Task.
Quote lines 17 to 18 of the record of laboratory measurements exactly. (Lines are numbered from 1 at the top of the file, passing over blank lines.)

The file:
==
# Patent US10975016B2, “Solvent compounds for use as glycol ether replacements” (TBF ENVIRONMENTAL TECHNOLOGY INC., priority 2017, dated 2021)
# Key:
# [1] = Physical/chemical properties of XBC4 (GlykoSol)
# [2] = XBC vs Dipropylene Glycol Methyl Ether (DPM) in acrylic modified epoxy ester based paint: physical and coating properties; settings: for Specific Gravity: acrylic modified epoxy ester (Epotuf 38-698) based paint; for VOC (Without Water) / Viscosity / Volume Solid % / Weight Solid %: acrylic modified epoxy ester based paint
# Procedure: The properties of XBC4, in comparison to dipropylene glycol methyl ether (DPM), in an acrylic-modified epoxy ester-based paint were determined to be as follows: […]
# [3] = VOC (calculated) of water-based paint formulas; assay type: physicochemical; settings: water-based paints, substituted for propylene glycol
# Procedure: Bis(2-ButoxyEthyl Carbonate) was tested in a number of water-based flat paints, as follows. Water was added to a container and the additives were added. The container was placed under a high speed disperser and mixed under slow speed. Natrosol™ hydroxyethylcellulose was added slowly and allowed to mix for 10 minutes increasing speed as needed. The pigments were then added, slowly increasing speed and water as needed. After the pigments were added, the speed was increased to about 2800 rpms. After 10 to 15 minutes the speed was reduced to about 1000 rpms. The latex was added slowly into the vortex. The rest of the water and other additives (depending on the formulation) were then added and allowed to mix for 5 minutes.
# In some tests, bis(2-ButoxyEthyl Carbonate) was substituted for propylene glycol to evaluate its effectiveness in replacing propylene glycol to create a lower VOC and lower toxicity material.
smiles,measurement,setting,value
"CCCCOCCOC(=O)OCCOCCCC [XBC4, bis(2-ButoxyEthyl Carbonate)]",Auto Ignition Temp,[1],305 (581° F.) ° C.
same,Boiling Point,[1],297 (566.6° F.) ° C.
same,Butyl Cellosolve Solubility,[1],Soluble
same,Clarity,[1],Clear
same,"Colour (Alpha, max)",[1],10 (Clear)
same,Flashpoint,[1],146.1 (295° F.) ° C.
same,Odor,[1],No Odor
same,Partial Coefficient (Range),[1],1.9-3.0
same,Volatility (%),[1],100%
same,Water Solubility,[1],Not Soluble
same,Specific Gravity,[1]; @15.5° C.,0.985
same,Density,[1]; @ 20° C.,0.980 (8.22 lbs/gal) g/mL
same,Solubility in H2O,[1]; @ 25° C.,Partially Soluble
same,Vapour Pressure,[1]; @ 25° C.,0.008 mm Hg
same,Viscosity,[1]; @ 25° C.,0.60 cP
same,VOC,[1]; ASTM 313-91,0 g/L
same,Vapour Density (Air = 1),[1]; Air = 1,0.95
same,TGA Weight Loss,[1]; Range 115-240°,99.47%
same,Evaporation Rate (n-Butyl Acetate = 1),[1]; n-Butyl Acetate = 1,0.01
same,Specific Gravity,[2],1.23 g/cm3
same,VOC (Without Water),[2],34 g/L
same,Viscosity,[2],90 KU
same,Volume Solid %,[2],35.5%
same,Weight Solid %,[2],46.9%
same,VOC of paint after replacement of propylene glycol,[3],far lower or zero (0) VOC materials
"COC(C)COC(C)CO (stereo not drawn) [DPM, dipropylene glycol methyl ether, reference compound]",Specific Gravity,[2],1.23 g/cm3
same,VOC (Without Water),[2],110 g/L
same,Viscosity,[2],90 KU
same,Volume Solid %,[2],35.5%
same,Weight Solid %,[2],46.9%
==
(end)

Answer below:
same,Partial Coefficient (Range),[1],1.9-3.0
same,Volatility (%),[1],100%